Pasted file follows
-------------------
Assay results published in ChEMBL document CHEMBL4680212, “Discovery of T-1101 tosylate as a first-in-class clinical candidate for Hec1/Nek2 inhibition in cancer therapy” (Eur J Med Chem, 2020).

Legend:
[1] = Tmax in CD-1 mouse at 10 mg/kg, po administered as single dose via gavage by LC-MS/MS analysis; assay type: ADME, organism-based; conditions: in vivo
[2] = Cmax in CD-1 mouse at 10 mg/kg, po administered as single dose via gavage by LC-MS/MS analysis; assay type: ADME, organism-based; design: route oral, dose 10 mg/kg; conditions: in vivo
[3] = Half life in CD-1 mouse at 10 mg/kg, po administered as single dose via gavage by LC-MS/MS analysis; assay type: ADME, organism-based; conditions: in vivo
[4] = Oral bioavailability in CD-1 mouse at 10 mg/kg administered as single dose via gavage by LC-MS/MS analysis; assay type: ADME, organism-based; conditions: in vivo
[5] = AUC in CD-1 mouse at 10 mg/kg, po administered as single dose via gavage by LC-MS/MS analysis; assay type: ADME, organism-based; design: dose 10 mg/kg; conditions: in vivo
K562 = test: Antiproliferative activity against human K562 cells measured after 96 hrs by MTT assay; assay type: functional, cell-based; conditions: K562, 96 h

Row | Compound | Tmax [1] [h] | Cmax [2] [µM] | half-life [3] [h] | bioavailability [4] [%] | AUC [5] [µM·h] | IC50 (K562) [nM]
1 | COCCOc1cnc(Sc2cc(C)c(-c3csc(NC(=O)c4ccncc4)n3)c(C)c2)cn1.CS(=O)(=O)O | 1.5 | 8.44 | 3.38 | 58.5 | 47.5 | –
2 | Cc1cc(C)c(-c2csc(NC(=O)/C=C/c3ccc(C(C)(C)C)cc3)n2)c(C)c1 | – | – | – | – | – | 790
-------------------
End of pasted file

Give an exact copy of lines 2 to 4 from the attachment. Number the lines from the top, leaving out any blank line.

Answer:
Legend:
[1] = Tmax in CD-1 mouse at 10 mg/kg, po administered as single dose via gavage by LC-MS/MS analysis; assay type: ADME, organism-based; conditions: in vivo
[2] = Cmax in CD-1 mouse at 10 mg/kg, po administered as single dose via gavage by LC-MS/MS analysis; assay type: ADME, organism-based; design: route oral, dose 10 mg/kg; conditions: in vivo